The Dialogue Projects fell into my lap when I needed it most. It has answered my questions and given me hope for the future. And, after over a yearlong emotional rollercoaster, it has given me much needed inspiration. I didn’t realize just how much I needed to hear from others. I needed to hear the voices and to experience the courage these remarkable people have in sharing their stories. I didn’t realize just how much I needed to know what it is like for others.
I don’t know if I want to call my yearlong emotional rollercoaster a story or journey. It has certainly been a valuable life experience. Is it over? No. It continues and, as it continues my learning continues with it.
I have learned that mental health issues range in shape and size and that everyone is connected to these issues in some way - only most do not see it or, if they see it, they do not acknowledge it. It is the elephant in the room and it is undeniably there. But still, people are not comfortable acknowledging it, do not share it with others, or are simply not aware that it affects them. It is this last point - being unaware - that sticks with me.
Even the least complicated life is an emotional rollercoaster on its own. I am a 23-year-old student in Teacher’s College. In March 2014, my parents separated after 24 years of marriage. I was 21 years old – not a little kid. I understand the complexities of relationships. But that moment in time was the impetus of this rollercoaster in my life. Life was not perfect before the separation, and our rational brains know that no one lives a perfect life. But that is where my experience begins.
I want to share the details of my experience with you, but this is not just my story. It is a story involving others that I love dearly and respect deeply. And so I choose to focus solely on me and my feelings and not the details of experiences that involve others. I believe the feelings I had and continue to have are ones that others will understand and maybe even find comfort in reading about.
Before I begin to write anything, I have to organize myself and make notes. This is not simply good writing practice – it is essential that I do this because I have Attention Deficit Hyperactivity Disorder (ADHD) as well as anxiety. This means that I tend to have lots of thoughts coming in and out of my mind constantly at a quick pace. And so I made notes for this, and when I read back through my notes, I noticed that they all center on the feeling of being unaware: not knowing, not understanding, and lacking any ideas at all. It feels almost impossible to support someone who suffers with mental health issues because we are simply unaware of how they are feeling, what they are thinking, what they are wanting and needing, and what they are going through. We are completely unaware of what we can do and what we should do. We are helpless and it is really very horrible. All we want to do is help and make things better, but instead we begin to feel pain and fear the uncontrollable, the unknown. There are days when we are so angry and disappointed that we want nothing to do with the person that we know we should be supporting, and there are days when we are so sad and scared and don’t want to let the person go. It can be quite lonely and confusing. Even if we experience this with others, it is still so lonely. No one is sharing the exact feelings we each experience. Throughout all of those days we love the person so much that it hurts inside. We love them so much and all we want is for this to end and we fear that it may end the wrong way. We think that we are helping or hope that we are helping, but we just don’t know. No one knows. And no one can tell us what to do. Especially the person we love and want to help. And if that person fears help, doesn’t want help or doesn’t know how to accept help - then we are really left with the unknown. We are helpless.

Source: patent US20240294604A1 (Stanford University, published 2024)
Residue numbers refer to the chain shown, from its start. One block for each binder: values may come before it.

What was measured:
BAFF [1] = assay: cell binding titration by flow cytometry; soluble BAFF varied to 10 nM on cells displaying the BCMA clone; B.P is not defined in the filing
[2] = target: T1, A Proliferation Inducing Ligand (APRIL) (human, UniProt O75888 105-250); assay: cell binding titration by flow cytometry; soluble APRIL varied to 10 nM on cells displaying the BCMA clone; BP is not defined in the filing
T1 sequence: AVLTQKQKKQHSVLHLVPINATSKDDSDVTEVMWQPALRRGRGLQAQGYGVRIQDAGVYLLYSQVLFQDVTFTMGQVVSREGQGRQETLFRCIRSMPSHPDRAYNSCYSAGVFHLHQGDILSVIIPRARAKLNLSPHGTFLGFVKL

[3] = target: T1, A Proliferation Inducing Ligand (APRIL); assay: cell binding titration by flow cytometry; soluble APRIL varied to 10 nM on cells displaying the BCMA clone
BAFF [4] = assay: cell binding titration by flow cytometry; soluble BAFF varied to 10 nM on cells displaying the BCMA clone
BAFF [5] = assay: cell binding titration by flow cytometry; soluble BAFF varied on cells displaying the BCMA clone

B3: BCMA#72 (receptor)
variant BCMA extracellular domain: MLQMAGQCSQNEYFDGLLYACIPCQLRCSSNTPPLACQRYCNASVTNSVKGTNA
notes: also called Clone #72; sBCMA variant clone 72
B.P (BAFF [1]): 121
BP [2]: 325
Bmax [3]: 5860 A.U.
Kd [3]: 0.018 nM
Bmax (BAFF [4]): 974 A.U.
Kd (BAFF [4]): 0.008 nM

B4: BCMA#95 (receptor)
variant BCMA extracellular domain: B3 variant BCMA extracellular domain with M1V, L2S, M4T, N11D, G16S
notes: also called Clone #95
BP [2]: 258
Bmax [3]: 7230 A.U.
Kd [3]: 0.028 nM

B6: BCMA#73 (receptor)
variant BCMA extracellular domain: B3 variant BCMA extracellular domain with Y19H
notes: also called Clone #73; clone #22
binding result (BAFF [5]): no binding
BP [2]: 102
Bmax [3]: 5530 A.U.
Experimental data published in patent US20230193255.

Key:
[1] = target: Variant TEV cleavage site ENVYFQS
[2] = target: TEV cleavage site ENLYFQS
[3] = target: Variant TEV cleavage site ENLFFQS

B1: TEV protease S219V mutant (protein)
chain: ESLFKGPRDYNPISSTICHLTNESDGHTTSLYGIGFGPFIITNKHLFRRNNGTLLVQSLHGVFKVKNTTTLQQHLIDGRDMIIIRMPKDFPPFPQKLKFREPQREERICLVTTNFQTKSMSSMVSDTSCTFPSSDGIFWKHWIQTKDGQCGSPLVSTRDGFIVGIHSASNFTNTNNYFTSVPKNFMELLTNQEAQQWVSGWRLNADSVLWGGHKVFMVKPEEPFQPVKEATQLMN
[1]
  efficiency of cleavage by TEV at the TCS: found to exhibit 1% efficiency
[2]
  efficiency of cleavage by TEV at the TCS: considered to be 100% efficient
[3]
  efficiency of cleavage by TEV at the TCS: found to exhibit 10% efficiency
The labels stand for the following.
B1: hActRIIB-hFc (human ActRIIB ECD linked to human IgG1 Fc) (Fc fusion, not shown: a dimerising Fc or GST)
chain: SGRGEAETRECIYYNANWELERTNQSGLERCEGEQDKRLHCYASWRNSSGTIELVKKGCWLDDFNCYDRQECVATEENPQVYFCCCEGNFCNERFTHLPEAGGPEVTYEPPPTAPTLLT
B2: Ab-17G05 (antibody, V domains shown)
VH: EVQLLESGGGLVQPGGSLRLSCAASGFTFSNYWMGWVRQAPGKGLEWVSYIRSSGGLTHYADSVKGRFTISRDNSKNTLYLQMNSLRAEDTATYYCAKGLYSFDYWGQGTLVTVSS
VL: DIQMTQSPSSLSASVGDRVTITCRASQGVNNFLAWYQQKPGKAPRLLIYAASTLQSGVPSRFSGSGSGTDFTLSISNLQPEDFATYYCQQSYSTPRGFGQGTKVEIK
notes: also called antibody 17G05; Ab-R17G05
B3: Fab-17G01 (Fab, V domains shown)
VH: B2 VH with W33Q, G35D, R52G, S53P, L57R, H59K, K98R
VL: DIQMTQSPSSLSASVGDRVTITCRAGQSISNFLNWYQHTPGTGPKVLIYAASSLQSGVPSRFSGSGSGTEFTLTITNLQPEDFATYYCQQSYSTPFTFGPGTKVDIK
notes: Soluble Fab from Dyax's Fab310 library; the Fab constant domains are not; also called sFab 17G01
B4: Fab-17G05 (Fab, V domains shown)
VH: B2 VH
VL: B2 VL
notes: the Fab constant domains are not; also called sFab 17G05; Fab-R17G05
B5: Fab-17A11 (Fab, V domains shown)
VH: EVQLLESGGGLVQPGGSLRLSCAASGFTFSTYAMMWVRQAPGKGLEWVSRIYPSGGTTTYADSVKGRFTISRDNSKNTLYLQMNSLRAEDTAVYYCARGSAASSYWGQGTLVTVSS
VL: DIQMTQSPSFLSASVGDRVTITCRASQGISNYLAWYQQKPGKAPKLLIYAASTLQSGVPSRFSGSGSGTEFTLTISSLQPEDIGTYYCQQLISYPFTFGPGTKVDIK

We are also angry. For the chaos. For the unacceptance of our help. For the rollercoaster. And it is so hard to be angry with someone who may simply have no control over their own emotions or actions. The truth is, they are sad and scared and want our help but they can’t access it. They can’t take it. They don’t feel like themselves. They feel lost and unaware. We look at that loved one and we don’t recognize them. We don’t know how they feel, if they are being honest or why they are being dishonest, or if they are okay…. But neither do they. And so it’s hard to talk about. And so we don’t talk about it.
This is why we need to talk about the elephant in the room. We need a dialogue. When we share our stories we begin to recognize one another in a new way. We can achieve change and spread awareness. We can become aware.
I joined the dialogue and I hope others do too. As a student-teacher I have learned that it is important to be aware and sensitive to diversity - of ethnicities, abilities, needs, religions and sexualities - and to mental health issues as well – to encourage growth and development for each unique student. My goal as a teacher is to spread awareness and open the conversation about mental health with my students, colleagues, and parents. I look forward to always being part of the dialogue.